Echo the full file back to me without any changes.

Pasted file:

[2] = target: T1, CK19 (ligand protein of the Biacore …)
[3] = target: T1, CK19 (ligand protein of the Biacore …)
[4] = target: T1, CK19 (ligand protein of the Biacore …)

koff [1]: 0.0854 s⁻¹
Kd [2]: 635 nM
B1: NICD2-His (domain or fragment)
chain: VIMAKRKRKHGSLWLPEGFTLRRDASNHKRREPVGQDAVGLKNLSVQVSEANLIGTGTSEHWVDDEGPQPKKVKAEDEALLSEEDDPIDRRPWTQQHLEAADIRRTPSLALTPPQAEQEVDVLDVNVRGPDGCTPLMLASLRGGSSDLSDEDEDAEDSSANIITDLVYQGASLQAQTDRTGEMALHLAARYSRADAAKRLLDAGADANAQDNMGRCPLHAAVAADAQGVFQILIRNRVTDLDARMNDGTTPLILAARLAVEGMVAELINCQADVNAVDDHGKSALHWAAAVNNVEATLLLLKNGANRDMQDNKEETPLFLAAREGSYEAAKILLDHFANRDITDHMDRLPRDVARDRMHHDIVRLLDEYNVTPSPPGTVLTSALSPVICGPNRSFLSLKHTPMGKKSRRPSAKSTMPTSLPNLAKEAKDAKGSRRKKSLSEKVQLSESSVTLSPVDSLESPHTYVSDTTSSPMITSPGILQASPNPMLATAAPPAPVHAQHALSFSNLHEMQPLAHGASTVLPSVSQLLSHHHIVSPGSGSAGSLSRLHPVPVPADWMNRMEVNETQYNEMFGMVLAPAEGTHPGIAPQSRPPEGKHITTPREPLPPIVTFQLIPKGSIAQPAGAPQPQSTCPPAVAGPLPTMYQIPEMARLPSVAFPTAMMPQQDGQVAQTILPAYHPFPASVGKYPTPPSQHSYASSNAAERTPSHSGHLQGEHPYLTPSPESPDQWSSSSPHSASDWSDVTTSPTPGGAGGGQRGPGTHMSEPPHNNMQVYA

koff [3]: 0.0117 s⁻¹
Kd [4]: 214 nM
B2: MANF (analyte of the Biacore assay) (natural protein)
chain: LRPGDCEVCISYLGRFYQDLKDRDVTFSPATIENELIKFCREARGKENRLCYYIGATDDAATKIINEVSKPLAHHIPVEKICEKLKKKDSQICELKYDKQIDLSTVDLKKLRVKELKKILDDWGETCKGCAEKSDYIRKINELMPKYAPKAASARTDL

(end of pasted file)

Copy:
[2] = target: T1, CK19 (ligand protein of the Biacore …)
[3] = target: T1, CK19 (ligand protein of the Biacore …)
[4] = target: T1, CK19 (ligand protein of the Biacore …)

koff [1]: 0.0854 s⁻¹
Kd [2]: 635 nM
B1: NICD2-His (domain or fragment)
chain: VIMAKRKRKHGSLWLPEGFTLRRDASNHKRREPVGQDAVGLKNLSVQVSEANLIGTGTSEHWVDDEGPQPKKVKAEDEALLSEEDDPIDRRPWTQQHLEAADIRRTPSLALTPPQAEQEVDVLDVNVRGPDGCTPLMLASLRGGSSDLSDEDEDAEDSSANIITDLVYQGASLQAQTDRTGEMALHLAARYSRADAAKRLLDAGADANAQDNMGRCPLHAAVAADAQGVFQILIRNRVTDLDARMNDGTTPLILAARLAVEGMVAELINCQADVNAVDDHGKSALHWAAAVNNVEATLLLLKNGANRDMQDNKEETPLFLAAREGSYEAAKILLDHFANRDITDHMDRLPRDVARDRMHHDIVRLLDEYNVTPSPPGTVLTSALSPVICGPNRSFLSLKHTPMGKKSRRPSAKSTMPTSLPNLAKEAKDAKGSRRKKSLSEKVQLSESSVTLSPVDSLESPHTYVSDTTSSPMITSPGILQASPNPMLATAAPPAPVHAQHALSFSNLHEMQPLAHGASTVLPSVSQLLSHHHIVSPGSGSAGSLSRLHPVPVPADWMNRMEVNETQYNEMFGMVLAPAEGTHPGIAPQSRPPEGKHITTPREPLPPIVTFQLIPKGSIAQPAGAPQPQSTCPPAVAGPLPTMYQIPEMARLPSVAFPTAMMPQQDGQVAQTILPAYHPFPASVGKYPTPPSQHSYASSNAAERTPSHSGHLQGEHPYLTPSPESPDQWSSSSPHSASDWSDVTTSPTPGGAGGGQRGPGTHMSEPPHNNMQVYA

koff [3]: 0.0117 s⁻¹
Kd [4]: 214 nM
B2: MANF (analyte of the Biacore assay) (natural protein)
chain: LRPGDCEVCISYLGRFYQDLKDRDVTFSPATIENELIKFCREARGKENRLCYYIGATDDAATKIINEVSKPLAHHIPVEKICEKLKKKDSQICELKYDKQIDLSTVDLKKLRVKELKKILDDWGETCKGCAEKSDYIRKINELMPKYAPKAASARTDL